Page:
He’s not an informer. This project was not informing. They attempted to smear Brendan Hughes’ name with the same thing. But using that kind of language, in that context and in that environment is extremely dangerous not only for Anthony and our own family but for all the participants in this project on both the Republican and Loyalists sides. Very dangerous times and very frightening. Very frightening.

SB: Unfortunately, what we know from our experience is, when people come to shoot people they’re not overly choosy, then if Anthony’s in danger, you and your American-citizen children are in danger as well. That is an important message. You’re as entitled to life as anyone else.

CT: Like I said, it’s very frightening. I said in my affidavit about the worry of something coming through the window, it could be my kids; my daughter’s eleven, my son’s six…they’re very little…they’re completely innocent of everything. It’s just a terrible fear to live with on a daily basis.

SB: And because of that, you’re uniquely able to tell that story to Senators, Members of Congress, and it’s one of the things you’ve been doing this past week. Tell us about some of the people you’ve been meeting with and some of the reception you’ve been getting.

CT: Well, I started out this week DC. The Irish-American Unity Conference was very helpful with that, Peter Kissel in DC. And I’ve met a number of offices, Congressional offices, I met with Richard Neal’s office from Massachusetts; they’re very worried and concerned about this case. I met with Senator Lugar’s, who was part of the Extradition Treaty, where the UK Secretary of State at the time had said they weren’t going to be seeking anybody for pre-1998 crimes. It’s interesting now, Obama meeting Cameron at the same time wants to roll back this Extradition Treaty so I think Irish-Americans need to be vigilant on this discussion as it’s going between the US and UK and protect that part of the Extradition Treaty that they worked so hard on. I also met with Ed Royce’s office, he’s on the House Foreign Affairs Committee, and Senator Boxer’s office as well. And I have some future meetings this week in New York and when I travel to Boston.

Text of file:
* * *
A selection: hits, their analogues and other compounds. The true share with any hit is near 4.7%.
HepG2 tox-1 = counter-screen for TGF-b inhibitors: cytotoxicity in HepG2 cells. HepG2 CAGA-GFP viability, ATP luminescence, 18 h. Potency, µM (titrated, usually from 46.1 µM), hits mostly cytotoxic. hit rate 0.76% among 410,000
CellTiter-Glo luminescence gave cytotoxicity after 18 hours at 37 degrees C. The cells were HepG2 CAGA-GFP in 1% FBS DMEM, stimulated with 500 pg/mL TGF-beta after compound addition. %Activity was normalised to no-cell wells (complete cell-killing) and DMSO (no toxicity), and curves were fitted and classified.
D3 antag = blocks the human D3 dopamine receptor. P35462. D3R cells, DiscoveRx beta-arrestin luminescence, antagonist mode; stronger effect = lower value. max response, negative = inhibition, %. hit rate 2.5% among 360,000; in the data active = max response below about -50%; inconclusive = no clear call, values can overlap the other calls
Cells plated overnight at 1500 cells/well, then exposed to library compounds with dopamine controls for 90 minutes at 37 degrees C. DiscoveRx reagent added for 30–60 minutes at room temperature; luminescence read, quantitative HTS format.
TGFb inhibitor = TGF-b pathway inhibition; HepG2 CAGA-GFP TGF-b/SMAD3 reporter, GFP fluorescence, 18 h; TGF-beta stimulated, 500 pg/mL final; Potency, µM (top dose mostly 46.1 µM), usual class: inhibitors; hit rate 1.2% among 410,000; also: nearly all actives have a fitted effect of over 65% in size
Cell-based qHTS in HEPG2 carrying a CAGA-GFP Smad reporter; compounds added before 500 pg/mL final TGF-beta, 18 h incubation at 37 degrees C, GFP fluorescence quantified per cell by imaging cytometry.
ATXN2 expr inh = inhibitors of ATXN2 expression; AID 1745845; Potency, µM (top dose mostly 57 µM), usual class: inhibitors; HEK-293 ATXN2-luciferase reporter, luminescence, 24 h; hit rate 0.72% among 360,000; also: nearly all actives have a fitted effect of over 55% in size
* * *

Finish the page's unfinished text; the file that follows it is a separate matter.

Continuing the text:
SB: Can you tell us about any of those meetings?

CT: Well, I’ll be meeting with Schumer’s office…

SB: Senator Schumer, who’s also the third ranking member of the Senate Judiciary Committee, so the Justice Department would have to pay some attention to him.